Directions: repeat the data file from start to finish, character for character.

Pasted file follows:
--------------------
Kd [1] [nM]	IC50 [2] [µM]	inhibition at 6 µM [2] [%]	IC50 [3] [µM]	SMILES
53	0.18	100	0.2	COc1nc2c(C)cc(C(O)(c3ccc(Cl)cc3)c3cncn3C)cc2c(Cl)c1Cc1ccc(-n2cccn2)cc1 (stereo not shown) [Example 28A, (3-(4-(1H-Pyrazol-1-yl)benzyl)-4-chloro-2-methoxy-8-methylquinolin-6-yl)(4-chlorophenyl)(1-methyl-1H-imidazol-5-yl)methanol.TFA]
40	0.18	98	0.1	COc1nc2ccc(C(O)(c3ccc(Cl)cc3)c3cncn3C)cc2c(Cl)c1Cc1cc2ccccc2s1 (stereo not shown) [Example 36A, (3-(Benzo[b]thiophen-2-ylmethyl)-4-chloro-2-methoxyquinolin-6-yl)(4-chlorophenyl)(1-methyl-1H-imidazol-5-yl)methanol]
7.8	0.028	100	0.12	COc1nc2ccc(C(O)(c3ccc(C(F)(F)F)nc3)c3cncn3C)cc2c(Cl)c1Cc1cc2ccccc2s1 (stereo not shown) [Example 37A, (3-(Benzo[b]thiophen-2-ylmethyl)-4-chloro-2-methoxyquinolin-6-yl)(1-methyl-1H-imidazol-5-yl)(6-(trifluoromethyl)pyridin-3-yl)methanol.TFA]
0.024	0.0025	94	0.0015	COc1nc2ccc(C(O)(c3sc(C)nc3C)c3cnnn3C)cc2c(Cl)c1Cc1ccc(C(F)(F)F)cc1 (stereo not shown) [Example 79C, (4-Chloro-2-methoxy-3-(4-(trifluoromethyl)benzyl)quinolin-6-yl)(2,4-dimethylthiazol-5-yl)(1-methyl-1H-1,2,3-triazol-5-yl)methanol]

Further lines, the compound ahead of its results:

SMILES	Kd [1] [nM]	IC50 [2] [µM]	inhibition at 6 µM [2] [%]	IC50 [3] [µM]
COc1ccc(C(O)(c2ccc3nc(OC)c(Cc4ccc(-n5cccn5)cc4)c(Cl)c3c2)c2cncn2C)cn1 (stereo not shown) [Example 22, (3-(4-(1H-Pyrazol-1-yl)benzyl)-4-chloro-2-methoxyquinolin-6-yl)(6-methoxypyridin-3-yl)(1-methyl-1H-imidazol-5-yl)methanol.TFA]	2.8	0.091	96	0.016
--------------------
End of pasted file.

Kd [1] [nM]	IC50 [2] [µM]	inhibition at 6 µM [2] [%]	IC50 [3] [µM]	SMILES
53	0.18	100	0.2	COc1nc2c(C)cc(C(O)(c3ccc(Cl)cc3)c3cncn3C)cc2c(Cl)c1Cc1ccc(-n2cccn2)cc1 (stereo not shown) [Example 28A, (3-(4-(1H-Pyrazol-1-yl)benzyl)-4-chloro-2-methoxy-8-methylquinolin-6-yl)(4-chlorophenyl)(1-methyl-1H-imidazol-5-yl)methanol.TFA]
40	0.18	98	0.1	COc1nc2ccc(C(O)(c3ccc(Cl)cc3)c3cncn3C)cc2c(Cl)c1Cc1cc2ccccc2s1 (stereo not shown) [Example 36A, (3-(Benzo[b]thiophen-2-ylmethyl)-4-chloro-2-methoxyquinolin-6-yl)(4-chlorophenyl)(1-methyl-1H-imidazol-5-yl)methanol]
7.8	0.028	100	0.12	COc1nc2ccc(C(O)(c3ccc(C(F)(F)F)nc3)c3cncn3C)cc2c(Cl)c1Cc1cc2ccccc2s1 (stereo not shown) [Example 37A, (3-(Benzo[b]thiophen-2-ylmethyl)-4-chloro-2-methoxyquinolin-6-yl)(1-methyl-1H-imidazol-5-yl)(6-(trifluoromethyl)pyridin-3-yl)methanol.TFA]
0.024	0.0025	94	0.0015	COc1nc2ccc(C(O)(c3sc(C)nc3C)c3cnnn3C)cc2c(Cl)c1Cc1ccc(C(F)(F)F)cc1 (stereo not shown) [Example 79C, (4-Chloro-2-methoxy-3-(4-(trifluoromethyl)benzyl)quinolin-6-yl)(2,4-dimethylthiazol-5-yl)(1-methyl-1H-1,2,3-triazol-5-yl)methanol]

Further lines, the compound ahead of its results:

SMILES	Kd [1] [nM]	IC50 [2] [µM]	inhibition at 6 µM [2] [%]	IC50 [3] [µM]
COc1ccc(C(O)(c2ccc3nc(OC)c(Cc4ccc(-n5cccn5)cc4)c(Cl)c3c2)c2cncn2C)cn1 (stereo not shown) [Example 22, (3-(4-(1H-Pyrazol-1-yl)benzyl)-4-chloro-2-methoxyquinolin-6-yl)(6-methoxypyridin-3-yl)(1-methyl-1H-imidazol-5-yl)methanol.TFA]	2.8	0.091	96	0.016